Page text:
Thursday, August 16, 2012

Anger as Adobe kills off Flash on Android

As from tomorrow Adobe's Flash Player plug-in will no longer be available from Android's Google Play store, a signal that the end is nigh for the application widely used to display graphics, animation and video.

Updates & compatibility

Users who have already installed the software on their mobile devices will continue getting security updates and bug fixes until 2013. The company is no longer actively developing the player for Android, Blackberry or Symbian devices. Since Adobe Flash Player was never released for Apple iOS or Windows Phone handsets, the decision will effectively mean only PCs will use the player which is gradually becoming redundant in favour of the HTML5 standard.

Adobe say it was removing the option to install the plug-in from Google Play because it was likely to exhibit "unpredictable behaviour" when used with the latest version of Android, known as Jelly Bean.

"Beginning August 15th we will use the configuration settings in the Google Play Store to limit continued access to Flash Player updates to only those devices that have Flash Player already installed," Adobe says in a blog post.

"Devices that do not have Flash Player already installed are increasingly likely to be incompatible with Flash Player and will no longer be able to install it from the Google Play Store after August 15th."

Criticism of Flash

The abandonment of Flash for mobile follows conflict between Adobe and Apple's late co-founder Steve Jobs, who was famously dismissive of the plug-in and refused to allow the technology on the iOS platform. Instead, Jobs fought for the alternative HTML5 standard, which is beginning to replace Flash around the web.

In 2007, Adobe said that, with Flash it had "passed a major milestone in bringing a desktop experience to mobile and transforming the wireless industry," and once claimed that Flash would enable "the full web experience" on mobile devices.

But, in 2010, Jobs wrote a public letter outlining his thoughts on Flash and its problems with "reliability, security, and performance".

In late 2011, Adobe announced that it would stop developing Flash Player for new mobile device configurations, and said that HTML5 was the "best solution for creating and deploying content in the browser across mobile platforms," signalling the demise of Flash for mobile. "We are excited about this, and will continue our work with key players in the HTML community, including Google, Apple, Microsoft and RIM, to drive HTML5 innovation they can use to advance their mobile browsers."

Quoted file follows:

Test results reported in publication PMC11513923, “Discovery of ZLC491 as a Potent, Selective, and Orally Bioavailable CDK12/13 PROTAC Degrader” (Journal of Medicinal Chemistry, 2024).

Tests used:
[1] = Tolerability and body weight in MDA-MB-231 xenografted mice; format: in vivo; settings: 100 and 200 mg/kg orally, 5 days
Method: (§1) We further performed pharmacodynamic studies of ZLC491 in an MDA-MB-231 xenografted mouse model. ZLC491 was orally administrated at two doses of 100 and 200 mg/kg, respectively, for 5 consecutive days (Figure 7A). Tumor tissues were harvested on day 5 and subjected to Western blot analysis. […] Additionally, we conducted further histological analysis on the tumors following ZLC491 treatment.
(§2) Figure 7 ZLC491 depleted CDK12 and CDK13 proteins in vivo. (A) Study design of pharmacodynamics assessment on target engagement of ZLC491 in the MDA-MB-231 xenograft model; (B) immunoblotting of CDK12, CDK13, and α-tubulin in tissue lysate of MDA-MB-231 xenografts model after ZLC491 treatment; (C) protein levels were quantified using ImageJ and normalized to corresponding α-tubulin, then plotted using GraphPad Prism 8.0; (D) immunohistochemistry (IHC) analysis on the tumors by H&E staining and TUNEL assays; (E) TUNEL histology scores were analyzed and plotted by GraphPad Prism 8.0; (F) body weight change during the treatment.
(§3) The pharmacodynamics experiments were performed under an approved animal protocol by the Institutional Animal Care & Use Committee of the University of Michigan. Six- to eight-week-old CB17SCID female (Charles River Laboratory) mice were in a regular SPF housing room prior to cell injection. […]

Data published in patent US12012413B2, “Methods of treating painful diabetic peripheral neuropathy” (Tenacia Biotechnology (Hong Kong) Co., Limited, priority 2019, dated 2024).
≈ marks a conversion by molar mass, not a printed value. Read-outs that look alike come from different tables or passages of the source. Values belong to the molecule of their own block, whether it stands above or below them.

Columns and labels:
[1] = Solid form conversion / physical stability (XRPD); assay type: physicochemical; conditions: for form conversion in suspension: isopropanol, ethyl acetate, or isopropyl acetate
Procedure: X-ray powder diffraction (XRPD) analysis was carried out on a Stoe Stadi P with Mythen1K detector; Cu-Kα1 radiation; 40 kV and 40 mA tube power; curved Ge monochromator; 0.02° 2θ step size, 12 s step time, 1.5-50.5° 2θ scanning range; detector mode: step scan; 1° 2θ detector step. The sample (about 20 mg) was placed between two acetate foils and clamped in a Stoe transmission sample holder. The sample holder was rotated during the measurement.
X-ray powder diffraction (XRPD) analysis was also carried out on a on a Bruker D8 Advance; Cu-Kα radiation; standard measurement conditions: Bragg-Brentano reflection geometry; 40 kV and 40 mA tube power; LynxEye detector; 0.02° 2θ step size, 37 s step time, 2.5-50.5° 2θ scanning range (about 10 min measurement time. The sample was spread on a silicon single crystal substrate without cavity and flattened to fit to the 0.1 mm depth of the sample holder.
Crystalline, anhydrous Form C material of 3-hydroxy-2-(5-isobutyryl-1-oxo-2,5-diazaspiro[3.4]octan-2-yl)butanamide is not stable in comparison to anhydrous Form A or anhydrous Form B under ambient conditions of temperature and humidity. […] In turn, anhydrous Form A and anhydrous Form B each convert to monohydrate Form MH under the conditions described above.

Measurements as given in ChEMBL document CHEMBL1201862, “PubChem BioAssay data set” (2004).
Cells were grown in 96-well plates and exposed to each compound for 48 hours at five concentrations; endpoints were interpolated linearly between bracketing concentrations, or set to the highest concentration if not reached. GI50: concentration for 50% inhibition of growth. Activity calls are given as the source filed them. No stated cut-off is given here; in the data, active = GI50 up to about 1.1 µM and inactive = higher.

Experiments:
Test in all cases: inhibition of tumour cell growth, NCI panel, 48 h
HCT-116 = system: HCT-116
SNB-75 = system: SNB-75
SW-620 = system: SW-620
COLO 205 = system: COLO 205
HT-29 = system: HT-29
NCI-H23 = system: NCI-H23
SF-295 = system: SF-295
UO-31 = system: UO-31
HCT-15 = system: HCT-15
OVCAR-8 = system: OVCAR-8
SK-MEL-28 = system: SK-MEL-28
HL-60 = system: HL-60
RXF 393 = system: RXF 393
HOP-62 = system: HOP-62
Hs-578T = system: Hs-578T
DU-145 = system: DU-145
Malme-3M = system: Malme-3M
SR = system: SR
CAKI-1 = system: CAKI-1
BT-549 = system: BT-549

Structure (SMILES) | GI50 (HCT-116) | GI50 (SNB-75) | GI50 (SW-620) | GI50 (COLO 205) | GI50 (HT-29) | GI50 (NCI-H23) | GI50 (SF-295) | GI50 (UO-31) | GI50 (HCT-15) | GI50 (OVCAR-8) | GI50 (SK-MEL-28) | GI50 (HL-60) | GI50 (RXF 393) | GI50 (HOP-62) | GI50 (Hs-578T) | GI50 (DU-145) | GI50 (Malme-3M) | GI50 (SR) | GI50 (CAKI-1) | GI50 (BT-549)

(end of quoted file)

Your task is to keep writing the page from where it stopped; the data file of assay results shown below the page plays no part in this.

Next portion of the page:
In June this year 2012, Adobe released a statement saying, "We have not continued developing and testing Flash Player for this new version of Android and its available browser options. There will be no certified implementations of Flash Player for Android 4.1."

Forcing change

While there are still websites that require Flash to display content properly, the increasing number of devices not having Flash installed will likely force companies and webmaster to change.

CNN, BBC, Sky News and many other broadcaster still show webcasts using Flash and will need to adopt new methods to stream video content.

The BBC has said it is working on new versions of its Android apps, including its popular iPlayer app, after Adobe announced it was to pull its Flash player from the Google Play store.

"The BBC is working with Adobe on an alternative video player for Android, ensuring audiences with Android devices continue to enjoy BBC iPlayer," said Daniel Danker, general manager of On-Demand at the BBC. "We do have concerns about fragmentation of Android devices and new updates to the Android platform, which have created an inconsistent video playback experience for our audience, and we are working with Google to find ways to address this."

Angry Android users

While the writing has been on the wall for some time, the final nails in the Flash coffin have angered many Android users.

"We all understand the world is transitioning to HTML 5 but cutting Flash support this early is commercial suicide," one user commented on the Google Play store. Another posted, "Flash was the reason I bought a Galaxy Tab instead of iPad! I can't believe Adobe and Google would do this."

Another user also commented on the untimely exit. "This is the single biggest difference between the Android and iOS web experience. Seemingly half the web is still based on Flash, and my device is now powerless to view any of that content."

Several complained that their devices had become all but useless. "My motorola RAZR went from being the best phone to the worst phone since updating to the ICS system. Can no longer watch videos using flash player. Wish I had known this before installing update. Angry!!!"

Several users complain that flash won't display on ICS Android 4.0.x, however this seems to be only a partial problem. Chrome for Android does not support Flash, though native web browsers should display Flash content correctly. Users might also try using the Dolphin browser, available from the Google Play store, which has Flash built in. The other alternative is to wait for websites to upgrade to HTML 5...

[BBC / Guardian / IBT]

tvnewswatch, London, UK

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